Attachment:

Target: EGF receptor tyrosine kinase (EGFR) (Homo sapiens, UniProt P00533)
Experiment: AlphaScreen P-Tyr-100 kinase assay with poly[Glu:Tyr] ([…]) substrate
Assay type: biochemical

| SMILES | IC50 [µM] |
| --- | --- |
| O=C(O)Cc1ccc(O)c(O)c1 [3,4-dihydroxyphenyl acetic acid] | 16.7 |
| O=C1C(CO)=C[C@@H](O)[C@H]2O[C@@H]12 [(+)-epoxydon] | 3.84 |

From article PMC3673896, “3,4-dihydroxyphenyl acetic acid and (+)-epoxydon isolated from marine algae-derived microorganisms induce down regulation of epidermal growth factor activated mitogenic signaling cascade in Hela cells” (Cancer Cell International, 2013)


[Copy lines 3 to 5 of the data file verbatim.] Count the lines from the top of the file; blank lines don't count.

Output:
Assay type: biochemical

| SMILES | IC50 [µM] |
| --- | --- |